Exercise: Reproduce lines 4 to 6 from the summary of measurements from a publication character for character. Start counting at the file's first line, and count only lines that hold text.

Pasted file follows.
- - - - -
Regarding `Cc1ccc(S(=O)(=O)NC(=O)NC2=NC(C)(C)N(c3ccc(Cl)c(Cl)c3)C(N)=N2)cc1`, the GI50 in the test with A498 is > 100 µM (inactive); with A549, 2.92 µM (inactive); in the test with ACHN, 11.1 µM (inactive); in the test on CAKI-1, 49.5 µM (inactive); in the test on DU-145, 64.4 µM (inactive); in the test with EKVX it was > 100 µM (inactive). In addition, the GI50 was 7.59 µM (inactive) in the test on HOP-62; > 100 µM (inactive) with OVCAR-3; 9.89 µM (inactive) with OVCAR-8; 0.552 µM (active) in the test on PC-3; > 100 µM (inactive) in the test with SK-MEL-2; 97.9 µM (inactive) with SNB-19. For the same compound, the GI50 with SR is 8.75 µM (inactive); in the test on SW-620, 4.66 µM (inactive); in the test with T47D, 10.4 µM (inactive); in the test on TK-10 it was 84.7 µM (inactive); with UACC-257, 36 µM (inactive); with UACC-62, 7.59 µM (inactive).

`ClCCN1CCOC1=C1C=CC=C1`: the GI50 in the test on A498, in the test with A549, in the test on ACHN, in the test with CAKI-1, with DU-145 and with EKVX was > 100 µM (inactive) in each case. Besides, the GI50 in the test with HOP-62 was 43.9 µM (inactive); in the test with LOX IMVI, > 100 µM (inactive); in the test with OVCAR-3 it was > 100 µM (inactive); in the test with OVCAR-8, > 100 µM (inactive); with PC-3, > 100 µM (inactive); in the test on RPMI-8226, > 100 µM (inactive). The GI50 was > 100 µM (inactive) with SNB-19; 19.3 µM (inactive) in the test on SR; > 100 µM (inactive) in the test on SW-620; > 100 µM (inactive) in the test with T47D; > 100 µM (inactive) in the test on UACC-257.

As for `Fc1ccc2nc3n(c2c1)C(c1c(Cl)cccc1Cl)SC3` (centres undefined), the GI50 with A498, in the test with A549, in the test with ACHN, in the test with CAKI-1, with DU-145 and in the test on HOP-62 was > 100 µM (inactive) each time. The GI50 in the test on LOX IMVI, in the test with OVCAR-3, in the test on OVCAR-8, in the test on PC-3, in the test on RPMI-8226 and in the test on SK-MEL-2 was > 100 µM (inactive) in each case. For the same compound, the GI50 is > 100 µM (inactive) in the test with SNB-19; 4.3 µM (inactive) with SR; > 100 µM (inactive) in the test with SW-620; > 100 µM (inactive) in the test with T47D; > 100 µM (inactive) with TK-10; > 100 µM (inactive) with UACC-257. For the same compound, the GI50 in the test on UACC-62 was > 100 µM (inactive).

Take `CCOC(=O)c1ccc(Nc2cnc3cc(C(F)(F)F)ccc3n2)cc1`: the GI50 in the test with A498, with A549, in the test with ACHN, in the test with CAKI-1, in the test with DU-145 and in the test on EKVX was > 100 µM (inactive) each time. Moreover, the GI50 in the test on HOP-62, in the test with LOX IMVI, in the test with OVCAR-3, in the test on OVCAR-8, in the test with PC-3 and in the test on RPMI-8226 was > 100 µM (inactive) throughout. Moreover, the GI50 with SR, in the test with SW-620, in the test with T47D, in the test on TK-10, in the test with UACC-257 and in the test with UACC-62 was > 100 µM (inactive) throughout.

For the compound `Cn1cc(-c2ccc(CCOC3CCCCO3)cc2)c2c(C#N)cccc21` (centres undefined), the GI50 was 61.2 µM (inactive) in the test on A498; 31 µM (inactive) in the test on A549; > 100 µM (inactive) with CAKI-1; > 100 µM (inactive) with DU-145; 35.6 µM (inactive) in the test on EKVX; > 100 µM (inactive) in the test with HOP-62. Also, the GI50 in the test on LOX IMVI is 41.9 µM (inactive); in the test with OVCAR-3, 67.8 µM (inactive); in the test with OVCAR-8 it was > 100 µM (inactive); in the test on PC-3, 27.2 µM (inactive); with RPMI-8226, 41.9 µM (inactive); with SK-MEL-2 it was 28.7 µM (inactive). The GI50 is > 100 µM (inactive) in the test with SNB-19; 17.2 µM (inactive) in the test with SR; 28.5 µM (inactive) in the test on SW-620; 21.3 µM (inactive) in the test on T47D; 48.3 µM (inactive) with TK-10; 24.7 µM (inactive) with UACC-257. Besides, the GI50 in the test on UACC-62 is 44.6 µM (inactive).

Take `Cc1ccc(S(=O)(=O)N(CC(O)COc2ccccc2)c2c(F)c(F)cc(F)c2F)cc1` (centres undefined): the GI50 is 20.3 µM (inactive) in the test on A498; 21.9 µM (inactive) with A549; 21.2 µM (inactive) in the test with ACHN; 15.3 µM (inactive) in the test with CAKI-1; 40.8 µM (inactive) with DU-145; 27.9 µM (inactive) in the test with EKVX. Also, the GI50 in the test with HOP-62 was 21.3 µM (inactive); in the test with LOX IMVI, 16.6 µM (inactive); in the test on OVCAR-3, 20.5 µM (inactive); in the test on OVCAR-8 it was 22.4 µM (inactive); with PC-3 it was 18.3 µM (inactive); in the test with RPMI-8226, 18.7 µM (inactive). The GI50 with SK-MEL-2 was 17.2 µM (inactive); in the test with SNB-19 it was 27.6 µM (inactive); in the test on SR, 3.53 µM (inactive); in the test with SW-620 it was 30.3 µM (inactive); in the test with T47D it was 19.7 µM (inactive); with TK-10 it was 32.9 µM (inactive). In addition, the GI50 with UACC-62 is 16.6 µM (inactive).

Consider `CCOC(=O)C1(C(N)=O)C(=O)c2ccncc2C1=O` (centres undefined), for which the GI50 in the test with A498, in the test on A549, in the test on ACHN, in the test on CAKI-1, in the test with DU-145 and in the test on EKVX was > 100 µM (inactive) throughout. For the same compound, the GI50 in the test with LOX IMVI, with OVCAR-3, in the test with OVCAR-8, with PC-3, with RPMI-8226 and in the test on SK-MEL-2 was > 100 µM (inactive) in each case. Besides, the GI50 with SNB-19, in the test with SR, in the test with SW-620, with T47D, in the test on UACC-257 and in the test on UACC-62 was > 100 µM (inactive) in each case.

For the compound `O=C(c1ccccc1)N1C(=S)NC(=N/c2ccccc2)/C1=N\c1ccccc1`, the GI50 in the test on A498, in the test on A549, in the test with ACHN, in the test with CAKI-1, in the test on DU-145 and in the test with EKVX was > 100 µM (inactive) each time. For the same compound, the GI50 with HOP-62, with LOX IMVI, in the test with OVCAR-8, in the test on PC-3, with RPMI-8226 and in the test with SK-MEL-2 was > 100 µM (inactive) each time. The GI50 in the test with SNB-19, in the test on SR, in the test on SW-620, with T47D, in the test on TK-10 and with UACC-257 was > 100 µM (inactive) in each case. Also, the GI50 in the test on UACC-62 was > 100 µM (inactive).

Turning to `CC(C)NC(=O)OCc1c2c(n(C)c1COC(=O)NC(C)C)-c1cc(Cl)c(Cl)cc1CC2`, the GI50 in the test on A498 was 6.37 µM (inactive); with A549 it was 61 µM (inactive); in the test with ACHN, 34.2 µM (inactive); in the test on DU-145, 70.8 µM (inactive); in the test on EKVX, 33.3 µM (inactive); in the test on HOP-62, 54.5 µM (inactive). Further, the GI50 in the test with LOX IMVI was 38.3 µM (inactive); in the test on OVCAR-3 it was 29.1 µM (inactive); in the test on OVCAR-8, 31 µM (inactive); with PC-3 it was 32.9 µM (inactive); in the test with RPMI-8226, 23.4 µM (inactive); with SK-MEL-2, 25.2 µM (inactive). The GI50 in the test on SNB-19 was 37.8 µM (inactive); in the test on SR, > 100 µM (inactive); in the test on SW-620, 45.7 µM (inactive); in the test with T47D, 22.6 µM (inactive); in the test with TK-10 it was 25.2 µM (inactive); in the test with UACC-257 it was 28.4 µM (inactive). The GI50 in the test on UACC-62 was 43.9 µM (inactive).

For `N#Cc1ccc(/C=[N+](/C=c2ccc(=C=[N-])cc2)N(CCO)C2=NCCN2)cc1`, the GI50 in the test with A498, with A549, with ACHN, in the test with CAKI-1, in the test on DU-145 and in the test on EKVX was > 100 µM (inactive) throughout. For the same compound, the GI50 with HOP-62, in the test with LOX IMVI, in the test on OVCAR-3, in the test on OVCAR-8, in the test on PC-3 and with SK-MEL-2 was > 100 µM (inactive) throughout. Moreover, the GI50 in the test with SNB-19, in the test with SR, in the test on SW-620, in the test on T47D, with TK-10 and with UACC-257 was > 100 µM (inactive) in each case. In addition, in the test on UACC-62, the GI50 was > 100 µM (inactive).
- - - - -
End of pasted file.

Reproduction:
Take `CCOC(=O)c1ccc(Nc2cnc3cc(C(F)(F)F)ccc3n2)cc1`: the GI50 in the test with A498, with A549, in the test with ACHN, in the test with CAKI-1, in the test with DU-145 and in the test on EKVX was > 100 µM (inactive) each time. Moreover, the GI50 in the test on HOP-62, in the test with LOX IMVI, in the test with OVCAR-3, in the test on OVCAR-8, in the test with PC-3 and in the test on RPMI-8226 was > 100 µM (inactive) throughout. Moreover, the GI50 with SR, in the test with SW-620, in the test with T47D, in the test on TK-10, in the test with UACC-257 and in the test with UACC-62 was > 100 µM (inactive) throughout.

For the compound `Cn1cc(-c2ccc(CCOC3CCCCO3)cc2)c2c(C#N)cccc21` (centres undefined), the GI50 was 61.2 µM (inactive) in the test on A498; 31 µM (inactive) in the test on A549; > 100 µM (inactive) with CAKI-1; > 100 µM (inactive) with DU-145; 35.6 µM (inactive) in the test on EKVX; > 100 µM (inactive) in the test with HOP-62. Also, the GI50 in the test on LOX IMVI is 41.9 µM (inactive); in the test with OVCAR-3, 67.8 µM (inactive); in the test with OVCAR-8 it was > 100 µM (inactive); in the test on PC-3, 27.2 µM (inactive); with RPMI-8226, 41.9 µM (inactive); with SK-MEL-2 it was 28.7 µM (inactive). The GI50 is > 100 µM (inactive) in the test with SNB-19; 17.2 µM (inactive) in the test with SR; 28.5 µM (inactive) in the test on SW-620; 21.3 µM (inactive) in the test on T47D; 48.3 µM (inactive) with TK-10; 24.7 µM (inactive) with UACC-257. Besides, the GI50 in the test on UACC-62 is 44.6 µM (inactive).

Take `Cc1ccc(S(=O)(=O)N(CC(O)COc2ccccc2)c2c(F)c(F)cc(F)c2F)cc1` (centres undefined): the GI50 is 20.3 µM (inactive) in the test on A498; 21.9 µM (inactive) with A549; 21.2 µM (inactive) in the test with ACHN; 15.3 µM (inactive) in the test with CAKI-1; 40.8 µM (inactive) with DU-145; 27.9 µM (inactive) in the test with EKVX. Also, the GI50 in the test with HOP-62 was 21.3 µM (inactive); in the test with LOX IMVI, 16.6 µM (inactive); in the test on OVCAR-3, 20.5 µM (inactive); in the test on OVCAR-8 it was 22.4 µM (inactive); with PC-3 it was 18.3 µM (inactive); in the test with RPMI-8226, 18.7 µM (inactive). The GI50 with SK-MEL-2 was 17.2 µM (inactive); in the test with SNB-19 it was 27.6 µM (inactive); in the test on SR, 3.53 µM (inactive); in the test with SW-620 it was 30.3 µM (inactive); in the test with T47D it was 19.7 µM (inactive); with TK-10 it was 32.9 µM (inactive). In addition, the GI50 with UACC-62 is 16.6 µM (inactive).